Most maternal deaths are preventable, as the health-care solutions to prevent or manage complications are well known. All women need access to antenatal care in pregnancy, skilled care during childbirth, and care and support in the weeks after childbirth. Maternal health and newborn health are closely linked. It was estimated that approximately 2.7 million newborn babies died in 20155, and an additional 2.6 million are stillborn6. It is particularly important that all births are attended by skilled health professionals, as timely management and treatment can make the difference between life and death for both the mother and the baby.
Severe bleeding after birth can kill a healthy woman within hours if she is unattended. Injecting oxytocin immediately after childbirth effectively reduces the risk of bleeding.
Infection after childbirth can be eliminated if good hygiene is practiced and if early signs of infection are recognized and treated in a timely manner.
Pre-eclampsia should be detected and appropriately managed before the onset of convulsions (eclampsia) and other life-threatening complications. Administering drugs such as magnesium sulfate for pre-eclampsia can lower a woman’s risk of developing eclampsia.
To avoid maternal deaths, it is also vital to prevent unwanted and too-early pregnancies. All women, including adolescents, need access to contraception, safe abortion services to the full extent of the law, and quality post-abortion care.
Poor women in remote areas are the least likely to receive adequate health care. This is especially true for regions with low numbers of skilled health workers, such as sub-Saharan Africa and South Asia. Globally in 2015, births in the richest 20 per cent of households were more than twice as likely to be attended by skilled health personnel as those in the poorest 20 per cent of households (89 per cent versus 43 per cent). This means that millions of births are not assisted by a midwife, a doctor or a trained nurse.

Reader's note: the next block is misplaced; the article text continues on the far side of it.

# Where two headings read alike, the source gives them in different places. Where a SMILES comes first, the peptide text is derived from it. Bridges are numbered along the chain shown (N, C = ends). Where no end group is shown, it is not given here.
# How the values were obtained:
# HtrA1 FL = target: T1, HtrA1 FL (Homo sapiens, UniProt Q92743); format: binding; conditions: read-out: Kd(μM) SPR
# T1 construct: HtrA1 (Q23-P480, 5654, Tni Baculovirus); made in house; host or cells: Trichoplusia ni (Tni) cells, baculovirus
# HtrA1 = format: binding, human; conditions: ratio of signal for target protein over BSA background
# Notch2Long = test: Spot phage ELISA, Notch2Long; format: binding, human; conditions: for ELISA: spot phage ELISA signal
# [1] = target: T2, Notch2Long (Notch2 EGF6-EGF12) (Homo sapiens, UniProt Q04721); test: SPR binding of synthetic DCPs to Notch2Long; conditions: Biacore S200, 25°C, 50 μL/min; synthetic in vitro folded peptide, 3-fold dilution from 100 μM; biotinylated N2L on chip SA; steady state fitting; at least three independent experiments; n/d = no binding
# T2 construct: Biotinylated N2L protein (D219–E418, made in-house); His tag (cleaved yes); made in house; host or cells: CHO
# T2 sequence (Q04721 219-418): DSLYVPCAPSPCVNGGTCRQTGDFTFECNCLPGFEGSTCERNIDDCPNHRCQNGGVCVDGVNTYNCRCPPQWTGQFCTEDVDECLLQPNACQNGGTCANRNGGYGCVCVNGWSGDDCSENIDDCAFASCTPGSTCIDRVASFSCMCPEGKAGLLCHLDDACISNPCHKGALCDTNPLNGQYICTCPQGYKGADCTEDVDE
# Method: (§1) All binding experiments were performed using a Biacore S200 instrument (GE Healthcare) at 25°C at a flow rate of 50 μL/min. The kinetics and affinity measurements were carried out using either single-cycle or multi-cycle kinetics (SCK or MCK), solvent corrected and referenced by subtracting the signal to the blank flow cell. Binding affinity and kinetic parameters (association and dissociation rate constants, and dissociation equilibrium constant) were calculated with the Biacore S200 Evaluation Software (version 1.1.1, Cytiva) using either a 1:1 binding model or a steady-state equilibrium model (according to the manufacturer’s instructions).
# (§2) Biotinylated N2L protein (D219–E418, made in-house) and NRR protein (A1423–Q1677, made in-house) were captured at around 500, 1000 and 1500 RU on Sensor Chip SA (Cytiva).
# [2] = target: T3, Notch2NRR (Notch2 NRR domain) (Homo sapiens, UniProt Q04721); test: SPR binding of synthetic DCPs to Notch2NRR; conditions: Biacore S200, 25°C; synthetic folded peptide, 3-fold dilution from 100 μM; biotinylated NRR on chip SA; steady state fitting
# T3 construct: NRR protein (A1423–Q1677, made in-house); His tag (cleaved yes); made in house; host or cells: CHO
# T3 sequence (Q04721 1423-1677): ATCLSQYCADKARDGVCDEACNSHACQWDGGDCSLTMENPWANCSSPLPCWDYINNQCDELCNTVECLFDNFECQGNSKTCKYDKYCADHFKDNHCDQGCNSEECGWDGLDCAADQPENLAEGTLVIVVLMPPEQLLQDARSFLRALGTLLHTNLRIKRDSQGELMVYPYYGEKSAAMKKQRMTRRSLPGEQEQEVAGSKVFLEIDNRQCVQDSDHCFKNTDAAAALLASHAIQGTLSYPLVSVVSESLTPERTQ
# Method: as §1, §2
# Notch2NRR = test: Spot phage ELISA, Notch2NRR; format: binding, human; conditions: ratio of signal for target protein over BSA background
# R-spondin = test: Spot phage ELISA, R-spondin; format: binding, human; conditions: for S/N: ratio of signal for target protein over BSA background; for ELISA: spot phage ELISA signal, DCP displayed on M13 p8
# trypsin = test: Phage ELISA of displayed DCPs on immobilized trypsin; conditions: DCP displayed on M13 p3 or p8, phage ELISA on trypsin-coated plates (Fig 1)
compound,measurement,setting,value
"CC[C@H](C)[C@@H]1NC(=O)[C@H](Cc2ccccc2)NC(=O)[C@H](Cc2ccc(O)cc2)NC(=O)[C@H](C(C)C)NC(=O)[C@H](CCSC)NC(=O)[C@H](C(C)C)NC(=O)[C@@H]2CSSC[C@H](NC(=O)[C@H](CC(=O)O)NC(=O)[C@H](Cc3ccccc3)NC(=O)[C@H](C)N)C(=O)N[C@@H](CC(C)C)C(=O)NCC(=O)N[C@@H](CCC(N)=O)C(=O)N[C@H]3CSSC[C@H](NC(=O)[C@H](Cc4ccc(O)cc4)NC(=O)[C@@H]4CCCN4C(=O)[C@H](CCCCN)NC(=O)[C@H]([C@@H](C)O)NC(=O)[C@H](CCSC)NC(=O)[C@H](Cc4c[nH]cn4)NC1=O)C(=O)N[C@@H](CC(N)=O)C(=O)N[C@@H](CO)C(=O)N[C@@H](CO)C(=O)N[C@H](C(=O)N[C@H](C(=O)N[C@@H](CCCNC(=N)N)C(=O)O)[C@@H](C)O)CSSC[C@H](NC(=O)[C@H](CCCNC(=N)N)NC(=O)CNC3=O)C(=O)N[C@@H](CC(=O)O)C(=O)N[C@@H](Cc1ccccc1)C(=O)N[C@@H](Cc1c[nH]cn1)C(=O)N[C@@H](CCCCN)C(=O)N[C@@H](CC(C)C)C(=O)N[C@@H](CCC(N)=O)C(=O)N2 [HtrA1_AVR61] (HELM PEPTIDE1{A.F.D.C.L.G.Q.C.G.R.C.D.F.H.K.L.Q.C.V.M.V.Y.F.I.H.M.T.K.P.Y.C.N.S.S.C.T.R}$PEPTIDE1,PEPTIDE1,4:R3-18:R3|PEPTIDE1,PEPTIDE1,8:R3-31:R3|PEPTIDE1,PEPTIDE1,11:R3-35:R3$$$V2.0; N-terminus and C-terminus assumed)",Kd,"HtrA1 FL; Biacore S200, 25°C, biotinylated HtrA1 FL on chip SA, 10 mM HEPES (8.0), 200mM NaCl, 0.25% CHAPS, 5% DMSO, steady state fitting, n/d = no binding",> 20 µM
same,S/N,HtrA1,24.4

In high-income countries, virtually all women have at least four antenatal care visits, are attended by a skilled health worker during childbirth and receive postpartum care. In 2015, only 40% of all pregnant women in low-income countries had the recommended antenatal care visits.
Other factors that prevent women from receiving or seeking care during pregnancy and childbirth are:
- lack of information
- inadequate services
- cultural practices.
To improve maternal health, barriers that limit access to quality maternal health services must be identified and addressed at all levels of the health system.
Improving maternal health is one of WHO’s key priorities. WHO works to contribute to the reduction of maternal mortality by increasing research evidence, providing evidence-based clinical and programmatic guidance, setting global standards, and providing technical support to Member States.
In addition, WHO advocates for more affordable and effective treatments, designs training materials and guidelines for health workers, and supports countries to implement policies and programmes and monitor progress.
During the United Nations General Assembly 2015, in New York, UN Secretary-General Ban Ki-moon launched the Global Strategy for Women's, Children's and Adolescents' Health, 2016-20307. The Strategy is a road map for the post-2015 agenda as described by the Sustainable Development Goals and seeks to end all preventable deaths of women, children and adolescents and create an environment in which these groups not only survive, but thrive, and see their environments, health and wellbeing transformed.
As part of the Global Strategy and goal of Ending Preventable Maternal Mortality, WHO is working with partners towards:
- addressing inequalities in access to and quality of reproductive, maternal, and newborn health care services;
- ensuring universal health coverage for comprehensive reproductive, maternal, and newborn health care;
- addressing all causes of maternal mortality, reproductive and maternal morbidities, and related disabilities; and
- strengthening health systems to collect high quality data in order to respond to the needs and priorities of women and girls; and
- ensuring accountability in order to improve quality of care and equity.